Wood as a main heating source in homes has gained popularity in many areas of the country in recent years, but the increase is most notable in the Northeast. All nine states in the New England and the Middle Atlantic Census divisions saw at least a 50% jump from 2005 to 2012 in the number of households that rely on wood as the main heating source. As the use of fuel oil and kerosene in this region has declined in recent years, many households have turned to lower-cost alternatives, including wood.
In total, about 2.5 million households (2.1%) across the country use wood as the main fuel for home heating, up from 1.9 million households (1.7%) in 2005. An additional 9 million households (7.7%) use wood as a secondary heating fuel. This combination of main and secondary heating accounts for about 500 trillion British thermal units (Btu) of wood consumption per year in the residential sector, or about the same as propane consumption and slightly less than fuel oil consumption.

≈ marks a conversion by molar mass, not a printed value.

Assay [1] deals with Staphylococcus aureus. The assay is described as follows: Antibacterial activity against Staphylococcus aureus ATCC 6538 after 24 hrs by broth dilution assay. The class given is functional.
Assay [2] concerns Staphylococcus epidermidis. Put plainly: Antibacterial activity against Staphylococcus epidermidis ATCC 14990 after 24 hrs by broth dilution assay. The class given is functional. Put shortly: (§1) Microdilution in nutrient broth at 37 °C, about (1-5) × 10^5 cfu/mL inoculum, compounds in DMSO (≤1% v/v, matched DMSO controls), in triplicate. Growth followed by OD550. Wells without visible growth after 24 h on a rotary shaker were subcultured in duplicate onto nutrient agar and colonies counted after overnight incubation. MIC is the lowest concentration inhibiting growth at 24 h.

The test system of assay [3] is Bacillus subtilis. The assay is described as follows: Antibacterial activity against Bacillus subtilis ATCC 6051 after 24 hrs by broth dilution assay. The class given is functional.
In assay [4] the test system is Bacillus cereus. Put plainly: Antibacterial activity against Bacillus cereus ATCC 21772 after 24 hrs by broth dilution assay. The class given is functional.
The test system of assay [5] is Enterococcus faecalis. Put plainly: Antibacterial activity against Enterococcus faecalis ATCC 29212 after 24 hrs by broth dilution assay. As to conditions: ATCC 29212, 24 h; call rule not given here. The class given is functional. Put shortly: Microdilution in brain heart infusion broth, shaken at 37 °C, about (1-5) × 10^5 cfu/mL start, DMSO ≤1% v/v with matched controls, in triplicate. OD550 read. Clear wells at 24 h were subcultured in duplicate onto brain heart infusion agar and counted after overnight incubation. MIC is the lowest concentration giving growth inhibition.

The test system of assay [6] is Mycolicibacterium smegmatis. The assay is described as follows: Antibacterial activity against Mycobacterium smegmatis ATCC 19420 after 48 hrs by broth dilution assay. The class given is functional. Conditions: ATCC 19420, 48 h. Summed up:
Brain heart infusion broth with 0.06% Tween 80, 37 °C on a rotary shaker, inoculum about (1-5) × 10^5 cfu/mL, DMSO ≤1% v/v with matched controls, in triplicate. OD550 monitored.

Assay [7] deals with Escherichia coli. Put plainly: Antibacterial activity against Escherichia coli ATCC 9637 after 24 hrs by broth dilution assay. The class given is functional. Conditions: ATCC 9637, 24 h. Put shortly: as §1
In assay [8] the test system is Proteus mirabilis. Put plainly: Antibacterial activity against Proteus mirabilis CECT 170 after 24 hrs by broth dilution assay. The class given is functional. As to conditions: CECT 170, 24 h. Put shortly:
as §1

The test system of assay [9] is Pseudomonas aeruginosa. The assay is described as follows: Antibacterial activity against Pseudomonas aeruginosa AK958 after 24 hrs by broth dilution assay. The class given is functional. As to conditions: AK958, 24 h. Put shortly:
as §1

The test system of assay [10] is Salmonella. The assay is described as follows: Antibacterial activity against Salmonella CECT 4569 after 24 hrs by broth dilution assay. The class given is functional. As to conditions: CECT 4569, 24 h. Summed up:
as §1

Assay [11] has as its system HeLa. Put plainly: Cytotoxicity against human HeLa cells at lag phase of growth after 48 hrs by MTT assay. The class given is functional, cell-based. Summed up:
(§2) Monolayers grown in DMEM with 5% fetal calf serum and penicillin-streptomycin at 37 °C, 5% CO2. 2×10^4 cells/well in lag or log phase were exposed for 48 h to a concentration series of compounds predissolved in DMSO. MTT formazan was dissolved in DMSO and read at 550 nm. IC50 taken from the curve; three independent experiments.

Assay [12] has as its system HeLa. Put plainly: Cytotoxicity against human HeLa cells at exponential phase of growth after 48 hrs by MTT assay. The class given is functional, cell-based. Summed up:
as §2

Heating stoves are the most common equipment used by households that rely on wood as the main source of heat, and fireplaces are the most common choice for secondary wood heating. Most households still burn split logs, although wood pellet use has risen in recent years. And while households in higher income brackets are more likely to use wood, those at lower income levels who burn wood consume more on average.
The Environment Protection Agency (EPA) recently proposed updated emissions standards for new wood-burning stoves and other biomass heating equipment. Although these proposed rules address health concerns associated with the release of fine particulates from burning wood, the standards would also result in increased efficiency levels of new wood-burning equipment.
Principal contributor: Chip Berry